2. the percentage of persistent absentees – pupils who have missed more than 20% of sessions
  3. percentage of pupils doing at least two hours a week of high quality PE and sport 
  4. the take-up of school lunches 
  5. rate of permanent exclusion 
  6. (for secondary schools) post-16 progression measures. (Participation in learning in the year after they left compulsory schooling).

The second set relate to parent or pupil’s perceptions which they expect to capture from surveys and which they say should cover the extent to which:

  • the school
    • promotes healthy eating
    • promotes exercise and a healthy lifestyle and (for younger children) play
    • discourages smoking, consumption of alcohol and use of illegal drugs and other harmful substances
    • gives good guidance on relationships and sexual health
    • helps pupils to manage their feelings and be resilient
    • promotes equality and counteracts discrimination
    • provides a good range of additional activities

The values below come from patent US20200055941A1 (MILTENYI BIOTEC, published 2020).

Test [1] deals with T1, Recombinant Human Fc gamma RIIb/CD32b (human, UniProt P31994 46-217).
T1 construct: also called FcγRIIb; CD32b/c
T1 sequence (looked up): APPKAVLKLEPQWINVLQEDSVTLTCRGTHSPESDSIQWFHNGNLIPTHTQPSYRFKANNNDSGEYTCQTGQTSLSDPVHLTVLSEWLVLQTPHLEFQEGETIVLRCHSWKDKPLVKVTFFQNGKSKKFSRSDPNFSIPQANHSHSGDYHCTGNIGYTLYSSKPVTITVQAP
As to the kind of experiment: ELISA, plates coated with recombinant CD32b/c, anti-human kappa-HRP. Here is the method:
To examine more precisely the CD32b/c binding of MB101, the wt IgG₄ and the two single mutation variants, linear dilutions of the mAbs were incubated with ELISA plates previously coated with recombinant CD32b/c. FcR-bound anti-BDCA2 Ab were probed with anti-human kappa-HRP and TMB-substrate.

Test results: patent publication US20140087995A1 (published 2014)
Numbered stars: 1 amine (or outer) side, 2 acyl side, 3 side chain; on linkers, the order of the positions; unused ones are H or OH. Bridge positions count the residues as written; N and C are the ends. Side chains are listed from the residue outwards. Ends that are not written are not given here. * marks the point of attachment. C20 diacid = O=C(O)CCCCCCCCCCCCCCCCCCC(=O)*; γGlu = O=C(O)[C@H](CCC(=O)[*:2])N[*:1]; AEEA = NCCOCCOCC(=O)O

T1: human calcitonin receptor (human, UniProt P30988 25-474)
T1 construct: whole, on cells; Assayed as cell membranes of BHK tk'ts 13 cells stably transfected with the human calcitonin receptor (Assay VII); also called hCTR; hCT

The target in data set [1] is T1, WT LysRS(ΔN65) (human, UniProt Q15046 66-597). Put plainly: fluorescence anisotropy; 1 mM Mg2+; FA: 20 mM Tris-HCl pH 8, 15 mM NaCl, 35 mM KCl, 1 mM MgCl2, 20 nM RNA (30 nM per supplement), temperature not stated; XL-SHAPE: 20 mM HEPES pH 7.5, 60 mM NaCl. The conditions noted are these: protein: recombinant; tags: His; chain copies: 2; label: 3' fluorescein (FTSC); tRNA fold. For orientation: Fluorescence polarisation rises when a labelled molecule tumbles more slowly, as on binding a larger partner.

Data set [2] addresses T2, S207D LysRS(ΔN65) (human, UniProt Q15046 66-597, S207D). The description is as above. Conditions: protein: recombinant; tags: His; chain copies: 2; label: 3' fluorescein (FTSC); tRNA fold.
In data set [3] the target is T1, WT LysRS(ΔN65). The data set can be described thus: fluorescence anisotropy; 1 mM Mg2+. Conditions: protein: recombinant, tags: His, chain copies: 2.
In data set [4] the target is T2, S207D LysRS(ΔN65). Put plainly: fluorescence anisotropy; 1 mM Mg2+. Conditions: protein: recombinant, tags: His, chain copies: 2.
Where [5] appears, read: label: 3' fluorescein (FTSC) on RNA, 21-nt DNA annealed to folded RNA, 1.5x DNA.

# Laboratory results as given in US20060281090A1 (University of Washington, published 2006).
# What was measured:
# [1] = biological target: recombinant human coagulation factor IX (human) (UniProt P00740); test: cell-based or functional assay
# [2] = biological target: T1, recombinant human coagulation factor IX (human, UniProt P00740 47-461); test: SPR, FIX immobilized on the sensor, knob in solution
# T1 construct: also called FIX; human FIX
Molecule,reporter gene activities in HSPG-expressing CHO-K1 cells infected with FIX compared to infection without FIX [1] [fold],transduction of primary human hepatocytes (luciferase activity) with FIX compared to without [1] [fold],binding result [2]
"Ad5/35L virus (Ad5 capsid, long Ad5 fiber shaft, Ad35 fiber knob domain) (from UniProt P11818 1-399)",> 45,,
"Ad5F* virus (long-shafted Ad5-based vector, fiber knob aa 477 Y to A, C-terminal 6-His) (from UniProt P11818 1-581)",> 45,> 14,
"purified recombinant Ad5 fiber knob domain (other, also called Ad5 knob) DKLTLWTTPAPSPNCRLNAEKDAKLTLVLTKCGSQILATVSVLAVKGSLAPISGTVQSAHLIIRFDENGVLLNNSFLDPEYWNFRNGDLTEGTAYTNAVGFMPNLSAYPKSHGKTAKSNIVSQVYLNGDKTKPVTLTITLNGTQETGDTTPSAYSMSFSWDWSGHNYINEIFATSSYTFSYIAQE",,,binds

• gives pupils good opportunities to contribute to the local community
    • helps people of different backgrounds to get on well, both in the school and in the wider community
    • helps pupils gain the knowledge and skills they will need in the future
    • offers the opportunity at 14 to access a range of curriculum choices;
    • supports pupils to make choices that will help them progress towards a chosen career/subject of further study
  • pupils
    • feel safe
    • experience bullying
    • know who to approach if they have a concern
    • enjoy school
    • are making good progress
    • feel listened to
    • are able to influence decisions in the school.

The consultation will close on 16th January.

Filed under: consultation, Ofsted, Well-being,

Response to Preventing the uptake of smoking by children: consultation on the draft guidance

The Drug Education Forum have made the following comments on the draft guidance from NICE on preventing the uptake of smoking by children.

Recommendation 1: